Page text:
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AUSTRALIAN MEDICAL ASSOCIATION (WA)
One of Western Australia’s most distinguished academics and general practitioners, along with an indigenous health champion were recognised for their distinguished careers at a Gala Dinner held at the Perth Convention and Exhibition Centre by the Australian Medical Association (WA) at the weekend.
Emeritus Professor Max Kamien, who recently decided to restart his career as a GP in the town of Bourke at the sprightly age of 80, received the AMA Hippocrates Award for excellence in medicine. Prof Kamien is renowned for writing one of the most influential reports in Australian medical history; The Kamien Report, which is one of the major reasons that rural medical training is now seen as vital for every medical school.
The report found a chronic shortage of country doctors, and worse, no plans in the works to remedy this. Prof Kamien recommended the establishment of a West Australian centre of remote and rural medicine – today’s Rural Health West.
The AMA President’s Award, given to a non-clinician who has contributed greatly to health in Western Australia, was received by Associate Professor Ted Wilkes.
A/Prof Wilkes has collaborated with the AMA (WA) over many years to improve health outcomes for indigenous Australians, producing the landmark publication A Medical Practitioner’s Guide to Aboriginal Health in 1998 – a resource that is still considered vital by any doctor who has interactions with indigenous communities across the country.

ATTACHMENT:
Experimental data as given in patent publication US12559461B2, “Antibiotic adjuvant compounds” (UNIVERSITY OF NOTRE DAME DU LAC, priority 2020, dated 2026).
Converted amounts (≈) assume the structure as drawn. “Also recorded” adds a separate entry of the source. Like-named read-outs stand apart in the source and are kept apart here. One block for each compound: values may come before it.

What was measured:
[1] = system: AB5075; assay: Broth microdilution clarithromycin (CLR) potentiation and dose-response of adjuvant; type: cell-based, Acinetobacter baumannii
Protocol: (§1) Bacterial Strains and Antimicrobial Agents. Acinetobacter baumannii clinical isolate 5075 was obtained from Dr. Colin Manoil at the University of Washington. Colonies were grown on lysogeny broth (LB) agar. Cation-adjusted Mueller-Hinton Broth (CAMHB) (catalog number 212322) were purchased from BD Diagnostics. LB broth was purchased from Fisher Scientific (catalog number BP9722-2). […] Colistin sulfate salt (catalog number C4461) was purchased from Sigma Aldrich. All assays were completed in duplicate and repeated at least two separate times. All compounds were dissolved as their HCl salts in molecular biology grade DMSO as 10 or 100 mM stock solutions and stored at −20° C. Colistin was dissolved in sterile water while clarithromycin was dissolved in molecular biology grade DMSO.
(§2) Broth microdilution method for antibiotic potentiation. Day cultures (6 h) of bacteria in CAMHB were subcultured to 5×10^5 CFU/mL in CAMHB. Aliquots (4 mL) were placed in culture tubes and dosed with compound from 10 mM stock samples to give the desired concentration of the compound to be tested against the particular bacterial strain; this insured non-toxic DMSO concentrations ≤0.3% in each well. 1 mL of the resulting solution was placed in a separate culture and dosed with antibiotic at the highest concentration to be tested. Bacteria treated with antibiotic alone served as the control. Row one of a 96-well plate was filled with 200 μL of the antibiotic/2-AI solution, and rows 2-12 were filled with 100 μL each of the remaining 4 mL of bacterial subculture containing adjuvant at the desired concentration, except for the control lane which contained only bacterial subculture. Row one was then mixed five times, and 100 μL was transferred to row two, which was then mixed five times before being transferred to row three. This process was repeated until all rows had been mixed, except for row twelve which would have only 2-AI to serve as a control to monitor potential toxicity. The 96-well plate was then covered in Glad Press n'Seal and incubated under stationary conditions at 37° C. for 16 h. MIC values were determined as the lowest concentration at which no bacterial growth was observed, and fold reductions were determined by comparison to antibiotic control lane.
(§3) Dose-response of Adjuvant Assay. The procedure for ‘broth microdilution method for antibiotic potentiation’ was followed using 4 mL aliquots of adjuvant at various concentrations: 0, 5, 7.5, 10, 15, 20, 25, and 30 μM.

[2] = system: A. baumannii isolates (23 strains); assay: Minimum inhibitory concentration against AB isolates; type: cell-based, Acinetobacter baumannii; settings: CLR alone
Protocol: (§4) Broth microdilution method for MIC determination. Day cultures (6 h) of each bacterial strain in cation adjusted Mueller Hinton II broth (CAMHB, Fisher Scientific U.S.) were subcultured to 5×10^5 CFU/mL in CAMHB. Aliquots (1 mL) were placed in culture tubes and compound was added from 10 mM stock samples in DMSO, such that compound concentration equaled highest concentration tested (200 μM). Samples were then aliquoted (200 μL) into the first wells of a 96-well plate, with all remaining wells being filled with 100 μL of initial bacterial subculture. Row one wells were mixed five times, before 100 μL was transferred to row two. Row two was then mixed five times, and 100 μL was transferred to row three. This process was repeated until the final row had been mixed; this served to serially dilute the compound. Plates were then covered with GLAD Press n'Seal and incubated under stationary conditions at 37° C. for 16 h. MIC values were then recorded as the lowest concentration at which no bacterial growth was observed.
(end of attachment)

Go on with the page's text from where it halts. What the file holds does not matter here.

A/Prof Wilkes is a member of the Australian National Advisory Council on Alcohol and Drugs and was previously a member of the Australian National Council on Drugs, and Chair of the National Indigenous Drug and Alcohol Committee. A/Prof Wilkes is currently employed at Curtin’s National Drug Research Institute where he is a leader of the Aboriginal Research Program, and plays an active role in capacity building and research.
The other two big winners of the night were Dr Melita Cirillo and Dr Paul Sander, who were joint recipients of the Camille Michener Legacy Award (Junior Doctor of the Year Award).
A member of the Doctors in Training (DiT) Committee, Dr Cirillo is a dedicated and hardworking junior doctor, whose advocacy against sexual harassment has resulted in the establishment of a Sexual Harassment taskforce. Dr Cirillo was also involved in the development of the Hospital Health Check Scorecard and Buildit– the AMA (WA) research portal for Doctors in Training.
Dr Cirillo shared the accolade with Dr Paul Sander, the current Chief Registrar at Princess Margaret Hospital.
A natural leader, Dr Sander established a peer mentorship program at PMH to improve doctor wellbeing. Called “Paeds in a Pod” the subcommittee ensures that junior doctors have an avenue to deal with the stress that comes with being a junior doctor.
“With the impressive accomplishments these two young doctors have already achieved this early in their careers, it is clear that the future of health in WA is in safe hands,” AMA (WA) President Dr Andrew Miller said.
“It was also an honour to present awards to Professor Kamien and A/Prof Wilkes, who have done so much for health in this state.
“Their tremendous efforts in improving health outcomes for Australians throughout the country will be felt for generations to come,” Dr Miller said.
The dinner included a poignant event when doctors who had recently passed were remembered.
The AMA (WA) Annual Charity Gala Dinner and Awards Night is an annual event to recognise great achievements in health leadership, and medical research.